Stevens Institute of Technology and Northeastern University Co-Host Hurricane Sandy Transportation Resilience Forum
Collaboration with the Kostas Research Institute for Homeland Security at Northeastern University Identifies Lessons to Bolster Transportation Systems Nationwide before the Next Catastrophe
HOBOKEN, N.J. – The need for transportation systems to be more resilient to disaster emerged during Hurricane Sandy. That topic was the focus of a special forum at Stevens Institute of Technology co-organized with Northeastern University in Boston on Tuesday, June 25, which brought together public sector transportation leaders, emergency managers and experts from major coastal cities around the country as the kickoff event to a series of forums on Hurricane Sandy.
The symposium was designed to strengthen the nation’s mass transit, port, and aviation infrastructure to better withstand and more quickly recover from major disasters. The participants identified lessons learned from the Sandy experience that should inform a national agenda for building more catastrophe-resilient transportation systems in urban coastal communities around the country.
The June 25 event was the first of a four-part series called “After Hurricane Sandy: Lessons Learned for Bolstering Infrastructure Resilience,” supported by a grant from the Alfred P. Sloan Foundation. Other symposia in the series will explore the capacity of energy, health service, and communication systems to withstand and recover from disaster.
“The nation is all too aware of the death, destruction, and economic disruption that Hurricane Sandy brought to the New York region. The storm’s negative consequences provide invaluable learning opportunities that would be reckless to overlook,” said Michael Bruno, Dean, Schaefer School of Engineering and Science at Stevens Institute of Technology and a co-organizer of the symposium. “Stevens’ maritime research centers and our firsthand experience battling through Sandy in Hoboken made us a natural fit to join this elite group of experts to collectively evaluate how transportation infrastructure can be made more resilient.”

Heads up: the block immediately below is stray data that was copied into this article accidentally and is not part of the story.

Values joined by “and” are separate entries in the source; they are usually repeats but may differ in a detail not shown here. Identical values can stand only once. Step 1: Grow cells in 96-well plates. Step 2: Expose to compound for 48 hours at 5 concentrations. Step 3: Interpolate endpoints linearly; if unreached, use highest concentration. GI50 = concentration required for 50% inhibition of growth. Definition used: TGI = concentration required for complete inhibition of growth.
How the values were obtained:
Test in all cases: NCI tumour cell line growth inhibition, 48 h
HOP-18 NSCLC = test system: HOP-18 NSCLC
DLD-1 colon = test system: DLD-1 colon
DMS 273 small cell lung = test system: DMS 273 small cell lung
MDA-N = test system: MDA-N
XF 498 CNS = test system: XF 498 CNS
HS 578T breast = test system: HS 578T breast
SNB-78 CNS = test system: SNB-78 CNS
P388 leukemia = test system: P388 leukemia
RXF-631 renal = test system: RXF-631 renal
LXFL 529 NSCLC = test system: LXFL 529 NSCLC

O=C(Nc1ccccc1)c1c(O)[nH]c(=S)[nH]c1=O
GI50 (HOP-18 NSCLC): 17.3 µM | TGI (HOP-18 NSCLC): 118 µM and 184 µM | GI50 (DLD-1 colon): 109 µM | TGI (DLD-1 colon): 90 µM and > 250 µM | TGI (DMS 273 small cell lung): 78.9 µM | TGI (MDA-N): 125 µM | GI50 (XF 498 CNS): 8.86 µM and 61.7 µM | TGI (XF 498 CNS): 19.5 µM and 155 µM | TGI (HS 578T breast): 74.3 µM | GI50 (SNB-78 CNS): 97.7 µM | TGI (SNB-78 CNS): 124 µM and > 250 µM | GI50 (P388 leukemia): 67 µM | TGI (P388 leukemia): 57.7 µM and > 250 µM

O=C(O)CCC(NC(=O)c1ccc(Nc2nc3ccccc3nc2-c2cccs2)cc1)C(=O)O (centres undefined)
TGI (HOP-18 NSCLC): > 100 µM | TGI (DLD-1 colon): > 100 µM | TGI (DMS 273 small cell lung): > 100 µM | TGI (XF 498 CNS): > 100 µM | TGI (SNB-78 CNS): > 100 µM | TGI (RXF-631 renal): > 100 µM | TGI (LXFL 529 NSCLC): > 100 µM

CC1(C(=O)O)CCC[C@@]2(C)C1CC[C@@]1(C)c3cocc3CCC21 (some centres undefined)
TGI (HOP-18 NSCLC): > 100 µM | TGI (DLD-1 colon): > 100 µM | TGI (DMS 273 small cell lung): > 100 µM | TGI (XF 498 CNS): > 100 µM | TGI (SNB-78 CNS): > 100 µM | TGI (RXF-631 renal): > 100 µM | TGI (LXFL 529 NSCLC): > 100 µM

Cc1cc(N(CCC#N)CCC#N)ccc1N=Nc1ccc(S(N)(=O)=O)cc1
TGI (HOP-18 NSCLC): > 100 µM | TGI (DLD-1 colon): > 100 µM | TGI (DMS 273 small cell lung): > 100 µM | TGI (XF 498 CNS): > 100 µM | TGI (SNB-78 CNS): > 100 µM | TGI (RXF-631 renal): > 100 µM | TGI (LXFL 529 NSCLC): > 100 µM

“Major coastal cities such as Boston have much to learn from New Yorkers and New Jerseyans about how to be better positioned to prepare for and recover from extreme weather events such as Sandy,” said Stephen Flynn, Co-Director of the George J. Kostas Research Institute for Homeland Security at Northeastern University and the leader of the project. “This is why partnering with Stevens in hosting this event made so much sense.”
Today’s transportation symposium began with three panel discussions offering federal, regional operational, and regional planning perspectives on the lessons learned from Sandy that inform bolstering transportation systems. Panel participants included senior officials from Washington and the agency heads of the Port Authority of New York and New Jersey, New Jersey Transit, and the Metropolitan Transportation Authority. The opening panel featured the number two official at FEMA, Richard Serino, who led that agency’s response to Sandy. It also included Richard Reed, the former Deputy Assistant to the President who coordinated the White House’s response.
“This symposium will provide an important perspective on disaster preparedness and recovery,” said Mel Bernstein, Senior Vice Provost for Research at Northeastern University. “Hearing from panelists with such a varied range of expertise and experiences provides a solid foundation for mitigating transportation disruptions and their accompanying damages during the next big disaster. It will also aid in the recovery efforts that are still ongoing post-Sandy.”
In the afternoon, participants divided into working group sessions to discuss how the Sandy experience should inform national recommendations for ensuring the mobility of people and the mobility of goods in the face of major disasters.